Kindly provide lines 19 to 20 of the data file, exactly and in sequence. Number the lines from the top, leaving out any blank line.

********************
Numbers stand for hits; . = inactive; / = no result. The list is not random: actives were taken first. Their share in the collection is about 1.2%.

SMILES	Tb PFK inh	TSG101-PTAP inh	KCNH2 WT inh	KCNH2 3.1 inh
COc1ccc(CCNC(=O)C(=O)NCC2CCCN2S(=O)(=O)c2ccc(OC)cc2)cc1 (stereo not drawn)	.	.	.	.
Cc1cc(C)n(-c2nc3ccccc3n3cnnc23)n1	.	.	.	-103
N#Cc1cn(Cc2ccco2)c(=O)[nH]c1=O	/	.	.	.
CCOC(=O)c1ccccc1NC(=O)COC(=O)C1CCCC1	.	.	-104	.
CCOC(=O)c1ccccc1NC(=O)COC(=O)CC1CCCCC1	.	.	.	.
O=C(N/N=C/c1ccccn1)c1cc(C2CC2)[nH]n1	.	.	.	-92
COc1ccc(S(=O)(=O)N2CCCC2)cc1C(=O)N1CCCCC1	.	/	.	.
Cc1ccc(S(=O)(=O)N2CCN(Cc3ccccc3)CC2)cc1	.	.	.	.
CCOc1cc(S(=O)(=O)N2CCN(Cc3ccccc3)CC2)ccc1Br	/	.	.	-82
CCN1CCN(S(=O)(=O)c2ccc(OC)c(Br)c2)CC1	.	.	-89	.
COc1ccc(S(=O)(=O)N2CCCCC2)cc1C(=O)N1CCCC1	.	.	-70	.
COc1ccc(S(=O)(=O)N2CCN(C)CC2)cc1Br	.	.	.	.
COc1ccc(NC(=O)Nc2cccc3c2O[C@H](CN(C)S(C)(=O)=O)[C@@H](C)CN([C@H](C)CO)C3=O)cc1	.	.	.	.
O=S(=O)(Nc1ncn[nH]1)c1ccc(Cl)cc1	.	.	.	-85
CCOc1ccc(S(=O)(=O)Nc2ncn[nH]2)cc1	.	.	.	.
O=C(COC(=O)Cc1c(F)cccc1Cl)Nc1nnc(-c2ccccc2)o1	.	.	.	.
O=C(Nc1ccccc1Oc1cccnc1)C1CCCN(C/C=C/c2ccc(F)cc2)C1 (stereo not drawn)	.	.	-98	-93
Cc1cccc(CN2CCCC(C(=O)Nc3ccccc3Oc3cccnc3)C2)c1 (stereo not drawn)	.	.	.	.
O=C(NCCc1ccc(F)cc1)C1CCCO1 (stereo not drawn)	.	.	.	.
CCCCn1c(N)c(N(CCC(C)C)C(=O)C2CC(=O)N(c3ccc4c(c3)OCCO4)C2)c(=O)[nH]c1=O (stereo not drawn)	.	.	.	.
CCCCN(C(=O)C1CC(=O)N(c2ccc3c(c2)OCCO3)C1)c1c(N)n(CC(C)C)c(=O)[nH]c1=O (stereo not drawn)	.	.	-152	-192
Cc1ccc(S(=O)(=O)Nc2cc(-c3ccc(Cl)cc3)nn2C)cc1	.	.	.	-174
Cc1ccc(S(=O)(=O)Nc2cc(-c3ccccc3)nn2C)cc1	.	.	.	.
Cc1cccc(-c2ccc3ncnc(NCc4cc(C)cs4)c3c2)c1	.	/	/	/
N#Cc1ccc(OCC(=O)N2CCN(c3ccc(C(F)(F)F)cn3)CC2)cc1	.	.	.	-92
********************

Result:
O=C(Nc1ccccc1Oc1cccnc1)C1CCCN(C/C=C/c2ccc(F)cc2)C1 (stereo not drawn)	.	.	-98	-93
Cc1cccc(CN2CCCC(C(=O)Nc3ccccc3Oc3cccnc3)C2)c1 (stereo not drawn)	.	.	.	.